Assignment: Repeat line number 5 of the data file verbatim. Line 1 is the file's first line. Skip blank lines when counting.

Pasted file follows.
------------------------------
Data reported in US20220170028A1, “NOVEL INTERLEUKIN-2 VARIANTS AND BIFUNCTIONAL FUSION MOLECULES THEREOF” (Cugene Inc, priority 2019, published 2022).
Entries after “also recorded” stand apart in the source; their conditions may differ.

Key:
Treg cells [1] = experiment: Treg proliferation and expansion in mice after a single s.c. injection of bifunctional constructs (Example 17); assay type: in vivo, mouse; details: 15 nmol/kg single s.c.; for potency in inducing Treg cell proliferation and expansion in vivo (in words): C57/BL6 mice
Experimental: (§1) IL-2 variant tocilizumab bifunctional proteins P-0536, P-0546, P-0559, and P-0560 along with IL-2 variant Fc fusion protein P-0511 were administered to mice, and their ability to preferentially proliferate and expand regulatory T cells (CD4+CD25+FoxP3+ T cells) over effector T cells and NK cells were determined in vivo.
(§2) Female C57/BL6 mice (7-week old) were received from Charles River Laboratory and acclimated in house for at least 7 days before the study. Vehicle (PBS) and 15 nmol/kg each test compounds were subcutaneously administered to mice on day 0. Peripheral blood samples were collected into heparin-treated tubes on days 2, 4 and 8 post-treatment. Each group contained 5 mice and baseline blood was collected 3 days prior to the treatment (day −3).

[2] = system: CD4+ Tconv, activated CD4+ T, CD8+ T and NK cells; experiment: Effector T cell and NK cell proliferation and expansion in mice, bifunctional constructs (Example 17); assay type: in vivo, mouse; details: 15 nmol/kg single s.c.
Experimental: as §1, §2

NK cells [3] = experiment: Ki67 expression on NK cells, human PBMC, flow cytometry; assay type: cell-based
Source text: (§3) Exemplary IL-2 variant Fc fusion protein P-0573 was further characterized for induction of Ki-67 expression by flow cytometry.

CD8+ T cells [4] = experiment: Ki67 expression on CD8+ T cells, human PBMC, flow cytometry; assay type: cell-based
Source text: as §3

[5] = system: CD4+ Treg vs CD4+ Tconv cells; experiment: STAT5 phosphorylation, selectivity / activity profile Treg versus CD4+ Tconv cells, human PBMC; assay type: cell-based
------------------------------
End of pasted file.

Experimental: (§1) IL-2 variant tocilizumab bifunctional proteins P-0536, P-0546, P-0559, and P-0560 along with IL-2 variant Fc fusion protein P-0511 were administered to mice, and their ability to preferentially proliferate and expand regulatory T cells (CD4+CD25+FoxP3+ T cells) over effector T cells and NK cells were determined in vivo.